“I’ve never been,” I said to my friend who’d just come back from there. “Oh you should definitely go,” she said. “The original Palestine is in Illinois.” She went on, “A pastor was driven out by Palestine’s people and it hurt him so badly he had to rename somewhere else after it. Or maybe it goes back to a 17th century Frenchman who traveled with his vision of milk and honey, or the nut who believed in dual seeding.” “What’s that?” I asked. “That’s when an egg is fertilized by two sperm,” she said. “Is that even viable?” I asked. “It is,” she said, “on rare occasions, though nothing guarantees the longevity of the resulting twins.” She spoke like a scientist but was a professor of the humanities at heart. “Viability,” she added, “depends on the critical degree of disproportionate defect distribution for a miracle to occur. If there is life, only one twin lives.” That night we went to the movies looking for a good laugh. It was a Coen brothers’ feature whose unheralded opening scene rattled off Palestine this, Palestine that and the other, it did the trick. We were granted the right to exist. It must have been there and then that my wallet slipped out of my jeans’ back pocket and under the seat. The next morning, I went back. With a flashlight that the manager had lent me I found the wallet unmoved. This was the second time in a year that I’d lost and retrieved this modern cause of sciatica in men. Months earlier it was at a lily pond I’d gone hiking to with the same previously mentioned friend. It was around twilight. Another woman, going in with her boyfriend as we were coming out, picked it up, put it in her little backpack, and weeks later texted me the photo of his kneeling and her standing with right hand over her mouth, to thwart the small bird in her throat from bursting. If the bird escapes, the cord is severed, and the heart plummets. She didn’t want the sight of joy caught in her teeth. He sat his phone camera on its pod and set it in lapse mode, she wrote in her text to me. I welled up. She would become a bride and my wallet was part of the proposal. This made me a token of their bliss, though I’m not sure how her fiancé might feel about my intrusion, if he’d care at all. “It’s a special wallet,” I texted back. “It’s been with me for the better part of two decades ever since a good friend got it for me as a present.” “He was from Ohio,” I turned and said to my film mate who was listening to my story. “Ohio?” She seemed surprised. “Yes,” I replied quizzically. “There’s also a Palestine in Ohio,” she said. “Barely anyone lives there anymore. All of them barely towns off country roads.”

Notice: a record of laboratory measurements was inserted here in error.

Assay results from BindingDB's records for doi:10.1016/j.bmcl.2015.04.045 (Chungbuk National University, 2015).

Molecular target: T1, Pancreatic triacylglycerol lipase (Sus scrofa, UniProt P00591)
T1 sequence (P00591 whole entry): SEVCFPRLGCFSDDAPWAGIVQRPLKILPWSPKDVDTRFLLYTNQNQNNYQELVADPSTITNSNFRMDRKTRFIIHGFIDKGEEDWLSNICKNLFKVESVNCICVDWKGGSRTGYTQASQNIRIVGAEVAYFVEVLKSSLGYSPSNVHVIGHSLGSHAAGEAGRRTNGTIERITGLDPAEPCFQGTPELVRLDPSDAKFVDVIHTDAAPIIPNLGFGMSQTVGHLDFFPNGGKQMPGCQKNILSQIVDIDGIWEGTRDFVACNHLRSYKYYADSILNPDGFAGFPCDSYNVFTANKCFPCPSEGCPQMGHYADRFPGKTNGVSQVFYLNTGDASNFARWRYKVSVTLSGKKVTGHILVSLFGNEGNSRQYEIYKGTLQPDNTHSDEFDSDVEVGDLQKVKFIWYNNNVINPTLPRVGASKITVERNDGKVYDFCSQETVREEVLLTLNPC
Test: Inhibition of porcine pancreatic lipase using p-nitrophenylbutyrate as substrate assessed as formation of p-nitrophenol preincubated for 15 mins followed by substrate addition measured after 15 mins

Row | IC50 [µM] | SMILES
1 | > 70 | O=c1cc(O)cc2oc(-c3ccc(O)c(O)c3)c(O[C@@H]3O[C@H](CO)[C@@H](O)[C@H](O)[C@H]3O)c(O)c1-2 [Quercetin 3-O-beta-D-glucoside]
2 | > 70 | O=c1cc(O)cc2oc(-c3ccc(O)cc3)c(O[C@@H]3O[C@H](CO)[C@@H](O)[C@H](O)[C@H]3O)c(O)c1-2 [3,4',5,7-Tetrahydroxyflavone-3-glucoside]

photo credit Cybele Knowles